On the Cloning of Woolly Mammoths

Dear Chairman of Whatever the Organization is in charge of Japanese Scientists,

Good day. I imagine that you and your fellow researchers are currently smugly convened in matching white one-piece uniforms around a circular table in a dimly lit room somewhere beneath Tokyo. No more than a few days ago, I happened to come upon a fairly startling report in the Associated Press regarding you people’s Japanese Scientists’ upcoming attempt to clone a woolly mammoth.

Now, I must applaud this experiment as it is truly a fascinating idea, Jurassic Park connotations notwithstanding. However, can you imagine how detrimental this plan could be to the world’s existing elephant population?

I mean, I hate to admit it, but we elephants aren’t doing too well in the looks department. We have big, long noses, gigantic tusks, ears that stick out, and flat feet. OH WAIT WE’RE ALSO FAT AND HAVE TAILS! Plus we take huge dumps. Really, just not fun to be around.

With this plan to resurrect our old relative, the woolly mammoth, how do you think that would affect our self-esteem? They have such beautiful, glorious hair! Can you imagine what all of the female elephants will be saying to us males when they start noticing the male mammoths? They’ll be all, “Oh, Murray, you’ve been bald your whole life! The Rogaine isn’t working. I’m running off with Jim the Mammoth. His tusks are 6 feet longer than yours. And besides, he’s so young and adventurous.” If I were you, Chairman, I would not be able to live with a decision which will ruin so many elephant marriages.

And I haven’t yet addressed the potentially traumatic experience this whole ordeal will likely cause for the surrogate mother of this mammoth. You say that the mammoth embryo will be implanted in an elephant’s uterus, which will later give birth to a mammoth. Can you imagine giving birth to a completely hairy baby mammoth? It would probably kill you. But for a mother elephant, who thinks she’s going to get a child, and instead will be confused as to where the hairy creature came from, this is just too much pain. Also, she’ll have to have a serious discussion about where the baby came from with her husband, if he can stomach the mammoth long enough to have said conversation.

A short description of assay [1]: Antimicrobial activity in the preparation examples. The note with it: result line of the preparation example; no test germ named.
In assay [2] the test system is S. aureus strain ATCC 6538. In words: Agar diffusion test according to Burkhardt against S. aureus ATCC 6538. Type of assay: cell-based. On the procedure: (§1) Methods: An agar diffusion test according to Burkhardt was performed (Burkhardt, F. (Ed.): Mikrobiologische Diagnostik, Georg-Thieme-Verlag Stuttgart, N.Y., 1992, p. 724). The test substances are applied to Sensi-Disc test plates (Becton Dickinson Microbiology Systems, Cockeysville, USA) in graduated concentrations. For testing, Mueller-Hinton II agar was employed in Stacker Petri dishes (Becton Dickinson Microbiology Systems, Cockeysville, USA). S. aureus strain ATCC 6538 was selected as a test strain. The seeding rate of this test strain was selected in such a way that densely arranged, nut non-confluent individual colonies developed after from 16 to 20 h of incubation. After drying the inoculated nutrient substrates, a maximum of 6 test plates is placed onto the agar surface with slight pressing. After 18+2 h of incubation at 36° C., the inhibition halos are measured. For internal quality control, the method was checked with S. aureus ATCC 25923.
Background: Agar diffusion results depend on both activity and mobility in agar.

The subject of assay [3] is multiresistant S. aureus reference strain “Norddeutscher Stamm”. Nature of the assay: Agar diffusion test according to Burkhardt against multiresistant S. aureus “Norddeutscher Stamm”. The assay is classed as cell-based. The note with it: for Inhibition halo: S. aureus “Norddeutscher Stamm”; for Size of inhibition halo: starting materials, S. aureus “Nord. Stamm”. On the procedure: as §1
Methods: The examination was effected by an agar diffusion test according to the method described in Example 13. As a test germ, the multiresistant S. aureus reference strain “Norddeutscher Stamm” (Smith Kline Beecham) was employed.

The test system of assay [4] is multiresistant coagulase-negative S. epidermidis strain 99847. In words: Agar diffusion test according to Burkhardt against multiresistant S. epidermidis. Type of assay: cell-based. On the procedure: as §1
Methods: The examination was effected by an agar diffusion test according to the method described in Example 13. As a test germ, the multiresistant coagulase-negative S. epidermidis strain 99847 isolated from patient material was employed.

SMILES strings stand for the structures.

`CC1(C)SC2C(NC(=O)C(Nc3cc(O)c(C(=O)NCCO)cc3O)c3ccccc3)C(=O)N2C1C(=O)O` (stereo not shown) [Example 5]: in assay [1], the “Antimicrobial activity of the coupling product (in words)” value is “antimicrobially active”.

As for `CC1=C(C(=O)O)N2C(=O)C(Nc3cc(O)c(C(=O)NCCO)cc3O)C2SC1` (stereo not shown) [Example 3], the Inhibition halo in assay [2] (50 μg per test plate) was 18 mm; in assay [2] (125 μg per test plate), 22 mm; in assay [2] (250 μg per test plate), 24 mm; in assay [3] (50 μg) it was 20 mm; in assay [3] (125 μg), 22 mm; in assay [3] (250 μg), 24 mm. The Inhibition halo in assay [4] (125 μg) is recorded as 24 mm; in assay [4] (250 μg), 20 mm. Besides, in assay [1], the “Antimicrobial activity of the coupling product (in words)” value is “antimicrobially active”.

As part of the announcement, scientist Akira Iritani said the goal of the experiment would be to “examine its ecology and genes to study why the species became extinct.” Sir, I would like to tell you that if you plan to proceed with this experiment, you might as well collect some elephant embryos and put them in storage, because soon enough, we will be extinct as a result of this so-called research. They say we elephants have thick skin. This is true, but only in the literal sense.

Yours Truly,
Babar J. Tuskington, Vice President of PachPAC
(PachPAC is a political action committee striving to improve the rights of non-extinct pachyderms both in America and worldwide. Because of its designation as a 501(c)(3) organization, PachPAC does accept tax deductible donations. Out of principle, however, we do not accept peanuts. It is degrading to us and to the thousands of elephants held in captivity by circuses worldwide.)

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